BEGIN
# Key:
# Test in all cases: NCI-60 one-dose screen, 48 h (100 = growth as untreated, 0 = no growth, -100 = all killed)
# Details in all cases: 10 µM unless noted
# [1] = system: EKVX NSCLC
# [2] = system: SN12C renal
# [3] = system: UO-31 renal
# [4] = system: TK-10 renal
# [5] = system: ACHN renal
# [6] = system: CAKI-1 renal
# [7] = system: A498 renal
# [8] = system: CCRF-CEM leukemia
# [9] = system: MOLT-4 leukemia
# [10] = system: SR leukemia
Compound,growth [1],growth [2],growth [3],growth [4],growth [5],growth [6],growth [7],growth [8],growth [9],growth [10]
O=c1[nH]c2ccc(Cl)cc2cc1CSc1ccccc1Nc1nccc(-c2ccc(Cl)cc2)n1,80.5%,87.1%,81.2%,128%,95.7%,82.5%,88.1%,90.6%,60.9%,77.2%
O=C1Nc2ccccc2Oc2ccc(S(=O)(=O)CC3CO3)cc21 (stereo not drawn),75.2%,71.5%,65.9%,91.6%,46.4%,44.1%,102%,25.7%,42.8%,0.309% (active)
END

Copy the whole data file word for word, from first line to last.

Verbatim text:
# Key:
# Test in all cases: NCI-60 one-dose screen, 48 h (100 = growth as untreated, 0 = no growth, -100 = all killed)
# Details in all cases: 10 µM unless noted
# [1] = system: EKVX NSCLC
# [2] = system: SN12C renal
# [3] = system: UO-31 renal
# [4] = system: TK-10 renal
# [5] = system: ACHN renal
# [6] = system: CAKI-1 renal
# [7] = system: A498 renal
# [8] = system: CCRF-CEM leukemia
# [9] = system: MOLT-4 leukemia
# [10] = system: SR leukemia
Compound,growth [1],growth [2],growth [3],growth [4],growth [5],growth [6],growth [7],growth [8],growth [9],growth [10]
O=c1[nH]c2ccc(Cl)cc2cc1CSc1ccccc1Nc1nccc(-c2ccc(Cl)cc2)n1,80.5%,87.1%,81.2%,128%,95.7%,82.5%,88.1%,90.6%,60.9%,77.2%
O=C1Nc2ccccc2Oc2ccc(S(=O)(=O)CC3CO3)cc21 (stereo not drawn),75.2%,71.5%,65.9%,91.6%,46.4%,44.1%,102%,25.7%,42.8%,0.309% (active)